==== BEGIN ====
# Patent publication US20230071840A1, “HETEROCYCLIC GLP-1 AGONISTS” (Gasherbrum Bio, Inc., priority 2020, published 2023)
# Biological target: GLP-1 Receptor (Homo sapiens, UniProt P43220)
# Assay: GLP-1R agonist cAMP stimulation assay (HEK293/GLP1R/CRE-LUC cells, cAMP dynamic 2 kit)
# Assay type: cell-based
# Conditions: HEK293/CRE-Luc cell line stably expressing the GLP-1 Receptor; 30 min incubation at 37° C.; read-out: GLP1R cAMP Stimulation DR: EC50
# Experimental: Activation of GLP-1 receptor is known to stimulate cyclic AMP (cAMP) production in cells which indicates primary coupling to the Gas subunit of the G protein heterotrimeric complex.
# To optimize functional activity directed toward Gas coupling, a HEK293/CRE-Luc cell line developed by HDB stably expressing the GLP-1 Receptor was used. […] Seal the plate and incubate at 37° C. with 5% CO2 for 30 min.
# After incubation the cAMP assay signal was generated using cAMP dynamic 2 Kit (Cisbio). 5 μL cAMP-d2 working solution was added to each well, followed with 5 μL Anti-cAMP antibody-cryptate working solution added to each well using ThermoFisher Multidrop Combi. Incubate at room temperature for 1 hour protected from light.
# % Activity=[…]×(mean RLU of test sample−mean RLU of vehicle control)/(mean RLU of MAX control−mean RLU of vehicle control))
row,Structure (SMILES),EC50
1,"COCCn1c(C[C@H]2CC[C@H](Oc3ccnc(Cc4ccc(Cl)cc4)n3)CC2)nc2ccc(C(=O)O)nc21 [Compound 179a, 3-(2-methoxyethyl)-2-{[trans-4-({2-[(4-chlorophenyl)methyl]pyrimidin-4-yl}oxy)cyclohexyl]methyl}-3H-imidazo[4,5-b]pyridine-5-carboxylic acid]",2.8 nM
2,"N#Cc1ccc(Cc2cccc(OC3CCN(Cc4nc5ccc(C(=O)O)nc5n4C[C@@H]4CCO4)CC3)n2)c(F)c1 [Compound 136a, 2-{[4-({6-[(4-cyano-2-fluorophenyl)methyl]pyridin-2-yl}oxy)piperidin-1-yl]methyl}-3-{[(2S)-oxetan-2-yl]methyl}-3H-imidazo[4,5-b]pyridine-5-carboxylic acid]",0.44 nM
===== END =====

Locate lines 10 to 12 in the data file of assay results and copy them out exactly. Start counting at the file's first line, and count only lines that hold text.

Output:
row,Structure (SMILES),EC50
1,"COCCn1c(C[C@H]2CC[C@H](Oc3ccnc(Cc4ccc(Cl)cc4)n3)CC2)nc2ccc(C(=O)O)nc21 [Compound 179a, 3-(2-methoxyethyl)-2-{[trans-4-({2-[(4-chlorophenyl)methyl]pyrimidin-4-yl}oxy)cyclohexyl]methyl}-3H-imidazo[4,5-b]pyridine-5-carboxylic acid]",2.8 nM
2,"N#Cc1ccc(Cc2cccc(OC3CCN(Cc4nc5ccc(C(=O)O)nc5n4C[C@@H]4CCO4)CC3)n2)c(F)c1 [Compound 136a, 2-{[4-({6-[(4-cyano-2-fluorophenyl)methyl]pyridin-2-yl}oxy)piperidin-1-yl]methyl}-3-{[(2S)-oxetan-2-yl]methyl}-3H-imidazo[4,5-b]pyridine-5-carboxylic acid]",0.44 nM